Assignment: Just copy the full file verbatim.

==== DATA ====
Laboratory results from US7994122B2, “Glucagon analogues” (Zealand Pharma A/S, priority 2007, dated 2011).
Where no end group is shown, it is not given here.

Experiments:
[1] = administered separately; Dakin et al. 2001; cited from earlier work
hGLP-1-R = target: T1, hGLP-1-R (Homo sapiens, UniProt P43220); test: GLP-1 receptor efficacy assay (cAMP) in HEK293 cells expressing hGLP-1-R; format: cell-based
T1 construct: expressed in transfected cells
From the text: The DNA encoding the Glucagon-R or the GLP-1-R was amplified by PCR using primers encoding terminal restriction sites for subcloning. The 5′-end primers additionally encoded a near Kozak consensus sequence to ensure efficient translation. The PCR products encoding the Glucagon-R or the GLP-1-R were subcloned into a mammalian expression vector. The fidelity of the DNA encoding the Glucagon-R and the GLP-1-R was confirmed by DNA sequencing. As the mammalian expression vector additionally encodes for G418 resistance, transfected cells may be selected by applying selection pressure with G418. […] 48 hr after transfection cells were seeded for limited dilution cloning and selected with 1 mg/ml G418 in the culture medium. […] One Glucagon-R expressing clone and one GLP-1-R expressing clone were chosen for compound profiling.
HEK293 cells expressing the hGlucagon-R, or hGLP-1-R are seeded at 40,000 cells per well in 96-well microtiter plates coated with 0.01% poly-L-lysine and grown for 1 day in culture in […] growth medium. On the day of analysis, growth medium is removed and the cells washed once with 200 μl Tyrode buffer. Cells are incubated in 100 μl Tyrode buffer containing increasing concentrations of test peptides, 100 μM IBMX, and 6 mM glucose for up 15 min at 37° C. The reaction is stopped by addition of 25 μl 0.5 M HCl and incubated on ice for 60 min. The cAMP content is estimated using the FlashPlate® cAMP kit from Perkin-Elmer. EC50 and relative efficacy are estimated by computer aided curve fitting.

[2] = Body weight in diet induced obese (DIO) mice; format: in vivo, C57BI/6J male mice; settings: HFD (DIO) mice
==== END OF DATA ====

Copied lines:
Laboratory results from US7994122B2, “Glucagon analogues” (Zealand Pharma A/S, priority 2007, dated 2011).
Where no end group is shown, it is not given here.

Experiments:
[1] = administered separately; Dakin et al. 2001; cited from earlier work
hGLP-1-R = target: T1, hGLP-1-R (Homo sapiens, UniProt P43220); test: GLP-1 receptor efficacy assay (cAMP) in HEK293 cells expressing hGLP-1-R; format: cell-based
T1 construct: expressed in transfected cells
From the text: The DNA encoding the Glucagon-R or the GLP-1-R was amplified by PCR using primers encoding terminal restriction sites for subcloning. The 5′-end primers additionally encoded a near Kozak consensus sequence to ensure efficient translation. The PCR products encoding the Glucagon-R or the GLP-1-R were subcloned into a mammalian expression vector. The fidelity of the DNA encoding the Glucagon-R and the GLP-1-R was confirmed by DNA sequencing. As the mammalian expression vector additionally encodes for G418 resistance, transfected cells may be selected by applying selection pressure with G418. […] 48 hr after transfection cells were seeded for limited dilution cloning and selected with 1 mg/ml G418 in the culture medium. […] One Glucagon-R expressing clone and one GLP-1-R expressing clone were chosen for compound profiling.
HEK293 cells expressing the hGlucagon-R, or hGLP-1-R are seeded at 40,000 cells per well in 96-well microtiter plates coated with 0.01% poly-L-lysine and grown for 1 day in culture in […] growth medium. On the day of analysis, growth medium is removed and the cells washed once with 200 μl Tyrode buffer. Cells are incubated in 100 μl Tyrode buffer containing increasing concentrations of test peptides, 100 μM IBMX, and 6 mM glucose for up 15 min at 37° C. The reaction is stopped by addition of 25 μl 0.5 M HCl and incubated on ice for 60 min. The cAMP content is estimated using the FlashPlate® cAMP kit from Perkin-Elmer. EC50 and relative efficacy are estimated by computer aided curve fitting.

[2] = Body weight in diet induced obese (DIO) mice; format: in vivo, C57BI/6J male mice; settings: HFD (DIO) mice